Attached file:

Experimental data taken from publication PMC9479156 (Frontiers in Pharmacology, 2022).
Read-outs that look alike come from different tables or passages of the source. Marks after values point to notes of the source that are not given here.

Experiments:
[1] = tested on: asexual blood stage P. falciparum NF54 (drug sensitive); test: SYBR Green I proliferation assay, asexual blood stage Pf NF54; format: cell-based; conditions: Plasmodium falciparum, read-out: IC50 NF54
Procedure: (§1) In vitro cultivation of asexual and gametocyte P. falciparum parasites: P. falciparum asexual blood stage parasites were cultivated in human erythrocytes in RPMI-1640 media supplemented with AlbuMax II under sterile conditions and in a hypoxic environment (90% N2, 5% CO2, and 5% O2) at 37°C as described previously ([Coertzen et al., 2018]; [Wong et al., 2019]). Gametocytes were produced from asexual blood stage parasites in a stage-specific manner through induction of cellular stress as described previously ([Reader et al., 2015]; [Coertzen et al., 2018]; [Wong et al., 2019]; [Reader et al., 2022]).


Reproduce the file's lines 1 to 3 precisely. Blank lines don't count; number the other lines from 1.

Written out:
Experimental data taken from publication PMC9479156 (Frontiers in Pharmacology, 2022).
Read-outs that look alike come from different tables or passages of the source. Marks after values point to notes of the source that are not given here.

Experiments: